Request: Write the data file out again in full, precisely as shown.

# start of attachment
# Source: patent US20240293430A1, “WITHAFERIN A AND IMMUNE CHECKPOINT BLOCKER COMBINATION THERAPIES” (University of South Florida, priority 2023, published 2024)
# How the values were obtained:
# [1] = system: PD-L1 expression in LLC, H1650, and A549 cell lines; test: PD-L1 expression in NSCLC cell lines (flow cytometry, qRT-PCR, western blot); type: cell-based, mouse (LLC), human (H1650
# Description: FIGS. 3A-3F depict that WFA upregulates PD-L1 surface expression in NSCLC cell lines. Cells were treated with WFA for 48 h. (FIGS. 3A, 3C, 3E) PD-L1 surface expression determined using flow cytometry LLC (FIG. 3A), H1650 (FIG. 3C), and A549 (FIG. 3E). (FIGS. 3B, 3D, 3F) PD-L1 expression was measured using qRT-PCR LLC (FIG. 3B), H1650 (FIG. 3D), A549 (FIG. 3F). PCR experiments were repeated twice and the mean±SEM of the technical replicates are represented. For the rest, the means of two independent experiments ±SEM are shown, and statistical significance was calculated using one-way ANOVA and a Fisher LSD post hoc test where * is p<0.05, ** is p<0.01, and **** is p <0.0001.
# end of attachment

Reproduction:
# Source: patent US20240293430A1, “WITHAFERIN A AND IMMUNE CHECKPOINT BLOCKER COMBINATION THERAPIES” (University of South Florida, priority 2023, published 2024)
# How the values were obtained:
# [1] = system: PD-L1 expression in LLC, H1650, and A549 cell lines; test: PD-L1 expression in NSCLC cell lines (flow cytometry, qRT-PCR, western blot); type: cell-based, mouse (LLC), human (H1650
# Description: FIGS. 3A-3F depict that WFA upregulates PD-L1 surface expression in NSCLC cell lines. Cells were treated with WFA for 48 h. (FIGS. 3A, 3C, 3E) PD-L1 surface expression determined using flow cytometry LLC (FIG. 3A), H1650 (FIG. 3C), and A549 (FIG. 3E). (FIGS. 3B, 3D, 3F) PD-L1 expression was measured using qRT-PCR LLC (FIG. 3B), H1650 (FIG. 3D), A549 (FIG. 3F). PCR experiments were repeated twice and the mean±SEM of the technical replicates are represented. For the rest, the means of two independent experiments ±SEM are shown, and statistical significance was calculated using one-way ANOVA and a Fisher LSD post hoc test where * is p<0.05, ** is p<0.01, and **** is p <0.0001.